You're Never Weird on the Internet (almost) by Felicia Day

The Internet isn’t all cat videos. There’s also Felicia Day—violinist, filmmaker, Internet entrepreneur, compulsive gamer, hoagie specialist, and former lonely homeschooled girl who overcame her isolated childhood to become the ruler of a new world... or at least semi-influential in the world of Internet Geeks and Goodreads book clubs.

After growing up in the south where she was "home-schooled for hippie reasons", Felicia moved to Hollywood to pursue her dream of becoming an actress and was immediately typecast as a crazy cat-lady secretary. But Felicia’s misadventures in Hollywood led her to produce her own web series, own her own production company, and become an Internet star.

Felicia’s short-ish life and her rags-to-riches rise to Internet fame launched her career as one of the most influential creators in new media. Now, Felicia’s strange world is filled with thoughts on creativity, video games, and a dash of mild feminist activism—just like her memoir.
You're Never Weird on the Internet is a book I put off reading for years. Initially, when I started reading Day's story, I thought I would end up DNFing it. Now, I couldn't believe I ever had that thought.

The reason I was interested in this memoir was because I really loved Dr. Horrible's Sing-Along Blog. I know, it's been a minute since that was first released. I've seen Day in random TV shows throughout the years which I admittedly didn't care for. She always seemed out of place, suddenly added in a story. It's also probably because she is so recognizable, that it's weird to see her doing those types of gigs.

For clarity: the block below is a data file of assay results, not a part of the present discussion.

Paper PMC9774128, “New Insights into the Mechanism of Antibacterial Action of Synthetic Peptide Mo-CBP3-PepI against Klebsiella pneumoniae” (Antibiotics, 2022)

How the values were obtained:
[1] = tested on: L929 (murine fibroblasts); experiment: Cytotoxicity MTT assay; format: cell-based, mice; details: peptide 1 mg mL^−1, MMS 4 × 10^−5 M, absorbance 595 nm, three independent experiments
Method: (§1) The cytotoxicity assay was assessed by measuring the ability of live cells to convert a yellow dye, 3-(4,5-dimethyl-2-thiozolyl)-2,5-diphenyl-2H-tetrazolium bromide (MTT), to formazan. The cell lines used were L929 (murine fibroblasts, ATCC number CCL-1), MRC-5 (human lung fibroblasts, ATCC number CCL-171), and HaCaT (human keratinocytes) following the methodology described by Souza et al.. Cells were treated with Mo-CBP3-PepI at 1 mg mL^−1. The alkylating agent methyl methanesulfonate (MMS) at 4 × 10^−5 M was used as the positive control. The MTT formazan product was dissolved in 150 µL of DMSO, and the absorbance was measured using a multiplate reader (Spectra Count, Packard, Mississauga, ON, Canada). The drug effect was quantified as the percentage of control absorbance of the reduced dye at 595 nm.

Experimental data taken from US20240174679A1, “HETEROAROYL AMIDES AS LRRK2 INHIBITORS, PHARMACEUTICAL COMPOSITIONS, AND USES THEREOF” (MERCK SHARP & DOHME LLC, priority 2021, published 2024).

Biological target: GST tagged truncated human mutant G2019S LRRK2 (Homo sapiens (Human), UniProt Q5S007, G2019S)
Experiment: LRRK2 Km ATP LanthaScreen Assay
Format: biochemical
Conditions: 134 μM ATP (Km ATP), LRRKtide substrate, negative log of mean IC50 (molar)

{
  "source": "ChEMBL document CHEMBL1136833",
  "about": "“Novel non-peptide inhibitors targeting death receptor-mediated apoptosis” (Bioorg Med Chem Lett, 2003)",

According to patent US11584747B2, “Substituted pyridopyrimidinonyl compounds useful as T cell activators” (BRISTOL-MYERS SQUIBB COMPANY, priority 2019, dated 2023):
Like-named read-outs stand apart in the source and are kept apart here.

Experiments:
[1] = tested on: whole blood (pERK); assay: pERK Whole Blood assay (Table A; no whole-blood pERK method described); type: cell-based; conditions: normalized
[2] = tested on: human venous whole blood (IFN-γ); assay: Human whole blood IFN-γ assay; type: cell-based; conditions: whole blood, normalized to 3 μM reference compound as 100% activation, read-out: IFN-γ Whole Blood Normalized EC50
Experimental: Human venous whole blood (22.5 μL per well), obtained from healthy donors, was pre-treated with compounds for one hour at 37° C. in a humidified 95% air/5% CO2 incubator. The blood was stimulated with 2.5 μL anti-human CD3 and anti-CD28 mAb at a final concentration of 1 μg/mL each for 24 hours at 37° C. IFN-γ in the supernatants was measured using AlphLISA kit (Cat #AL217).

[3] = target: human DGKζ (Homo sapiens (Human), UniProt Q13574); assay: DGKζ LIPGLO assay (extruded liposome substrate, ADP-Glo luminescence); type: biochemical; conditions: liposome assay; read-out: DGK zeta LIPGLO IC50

Day hit the nail on the head when she either compared herself to Anne Shirley from Anne of Green Gables. Anne is Felicia, Felicia is Anne. The hopeful, intense personality of Day translated well in her story. I actually listened to part of this book and it was narrated by the author herself. That was a brilliant idea since I don't think anyone could capture her more than her own self.

Now let's get to the review shall we? I absolutely loved this book. An unexpected five star read. I loved reading how Day struggled and persevered and struggled some more and persevered again. I also love video games and could relate/enjoy the stories she was telling about them as well as her unconventional childhood. I didn't even know any of the games she talked about but I enjoyed reading/listening to them. She also talked about mental health, how she felt like a failure all the time and overwhelmed herself with worry over topping every project she's done. I enjoyed her personality more than I was expecting. I learned so much about Felicia and noticed some parallels within myself. I'm pretty inspired by her story. It was just a lovely memoir. Highly recommended!


Do you know of Felicia Day? Have you watched The Guild or anything by her?

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